Aims of the Course

1) To provide a clinically based training for qualification as a child psychotherapist, recognised by the Association of Child Psychotherapy and the Department of Health.


2) To facilitate the development of clinical skills in offering specialised psychotherapeutic treatment to children, young people and their families based on observing, recording and presenting clinical material and making use of supervision.


3) To enable students to function as independent clinicians, and also to work in conjunction with other professionals as part of multidisciplinary child and adolescent mental health teams.


4) To undertake assessments which take into consideration the family context and/or professional network, and to be able to make judgements about treatment choices and to communicate these clearly to the child, family and professional network.


5) To enable students to work effectively with long-term, intensive and non-intensive cases, to undertake work with parents and families or carers and, when appropriate, to undertake brief work or group work.


6) To articulate the child's perspective in multidisciplinary meetings.


7) To educate students in psychoanalytic theory which underpins and informs clinical practice, and to be aware of current theoretical developments.


8) To facilitate an active interest in research-based practice which is consistent with psychotherapeutic methods.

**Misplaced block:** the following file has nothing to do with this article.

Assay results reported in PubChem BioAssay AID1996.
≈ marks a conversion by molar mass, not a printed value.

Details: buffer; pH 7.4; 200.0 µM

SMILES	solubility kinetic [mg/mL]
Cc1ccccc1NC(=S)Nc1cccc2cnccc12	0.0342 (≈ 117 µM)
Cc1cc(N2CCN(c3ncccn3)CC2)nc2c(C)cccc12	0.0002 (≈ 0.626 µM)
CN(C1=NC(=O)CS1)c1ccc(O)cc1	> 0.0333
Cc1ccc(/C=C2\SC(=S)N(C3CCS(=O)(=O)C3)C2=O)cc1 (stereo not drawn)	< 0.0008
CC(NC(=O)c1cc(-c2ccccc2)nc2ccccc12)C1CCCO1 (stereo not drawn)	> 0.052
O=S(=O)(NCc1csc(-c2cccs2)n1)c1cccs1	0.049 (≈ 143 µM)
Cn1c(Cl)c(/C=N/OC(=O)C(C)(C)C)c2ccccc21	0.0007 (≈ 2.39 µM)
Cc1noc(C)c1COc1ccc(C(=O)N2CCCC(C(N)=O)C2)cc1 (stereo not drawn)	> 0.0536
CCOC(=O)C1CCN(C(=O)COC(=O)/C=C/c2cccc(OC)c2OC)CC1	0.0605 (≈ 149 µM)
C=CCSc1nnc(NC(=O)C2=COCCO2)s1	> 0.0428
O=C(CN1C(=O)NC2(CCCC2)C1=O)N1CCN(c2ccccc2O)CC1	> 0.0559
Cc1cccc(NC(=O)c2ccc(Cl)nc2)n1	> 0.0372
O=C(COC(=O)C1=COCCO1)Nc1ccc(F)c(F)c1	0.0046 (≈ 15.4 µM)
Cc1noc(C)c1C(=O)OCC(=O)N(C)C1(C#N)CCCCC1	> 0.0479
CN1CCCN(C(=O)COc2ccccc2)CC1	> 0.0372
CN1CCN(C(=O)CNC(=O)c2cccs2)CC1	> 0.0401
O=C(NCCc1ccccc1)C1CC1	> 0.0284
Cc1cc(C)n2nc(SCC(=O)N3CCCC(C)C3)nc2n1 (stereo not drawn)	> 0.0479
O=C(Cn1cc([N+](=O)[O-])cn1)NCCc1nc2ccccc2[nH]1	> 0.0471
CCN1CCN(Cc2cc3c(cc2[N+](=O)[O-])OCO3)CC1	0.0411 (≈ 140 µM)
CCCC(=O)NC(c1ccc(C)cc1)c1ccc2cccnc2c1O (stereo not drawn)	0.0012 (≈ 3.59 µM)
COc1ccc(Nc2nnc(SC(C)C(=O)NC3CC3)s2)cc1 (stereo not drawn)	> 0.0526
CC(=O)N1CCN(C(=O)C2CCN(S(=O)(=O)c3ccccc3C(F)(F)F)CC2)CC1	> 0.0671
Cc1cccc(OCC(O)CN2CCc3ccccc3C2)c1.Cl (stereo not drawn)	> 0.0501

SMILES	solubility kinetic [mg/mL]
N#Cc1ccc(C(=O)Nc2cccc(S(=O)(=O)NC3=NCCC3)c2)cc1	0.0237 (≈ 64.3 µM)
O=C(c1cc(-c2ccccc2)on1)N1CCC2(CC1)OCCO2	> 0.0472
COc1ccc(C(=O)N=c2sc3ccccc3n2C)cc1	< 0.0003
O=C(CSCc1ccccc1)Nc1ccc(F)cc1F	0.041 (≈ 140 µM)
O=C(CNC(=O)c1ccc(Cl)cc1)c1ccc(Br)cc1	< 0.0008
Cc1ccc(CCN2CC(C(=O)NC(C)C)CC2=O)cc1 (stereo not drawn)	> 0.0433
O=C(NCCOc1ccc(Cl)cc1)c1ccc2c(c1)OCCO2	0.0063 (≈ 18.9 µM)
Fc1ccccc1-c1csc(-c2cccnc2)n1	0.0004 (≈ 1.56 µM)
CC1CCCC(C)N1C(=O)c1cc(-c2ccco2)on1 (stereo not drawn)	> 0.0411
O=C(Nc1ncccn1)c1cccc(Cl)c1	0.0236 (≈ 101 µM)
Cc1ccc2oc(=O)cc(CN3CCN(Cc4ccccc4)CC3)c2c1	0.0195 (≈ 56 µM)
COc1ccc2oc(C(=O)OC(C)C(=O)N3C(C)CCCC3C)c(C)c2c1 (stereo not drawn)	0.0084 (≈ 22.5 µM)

9) To understand bidding/funding applications and how to action them for innovative projects.


10) To facilitate a commitment to continuing professional development.


Learning Objectives

1) To provide a thorough understanding of the role of the child psychotherapist, and a working knowledge of the structure and function of the child and adolescent mental health services within the NHS.


2) To gain experience of working within a multi-disciplinary team, working co-operatively with colleagues from other clinical disciplines, from non- clinical fields and communicating effectively with a wide range of allied professionals.


3) To be familiar with the legal framework affecting children and young people, including child protection concerns and legislation related to children's legal status and to know how to action help quickly when relevant.


4) To take responsibility for all aspects of day-to-day work with patients, including clinical record keeping, and correspondence with relevant professionals, and knowing when to seek supervision and/or a psychiatric opinion.


5) To enable students to work with a wide range of difficulties encountered by children and young people across the age and ability range and to work with parents and/or the professional network.


6) To be able to integrate psychoanalytic theory and practice and to be aware of the different theoretical orientations of other professionals with their teams.


7) To develop skills of observing, recording and presenting clinical material and making use of supervision.


8) To recognise and reflect on the impact of working with disturbed and distressed patients on themselves and the child's network and to understand the relationship between personal analysis and clinical work.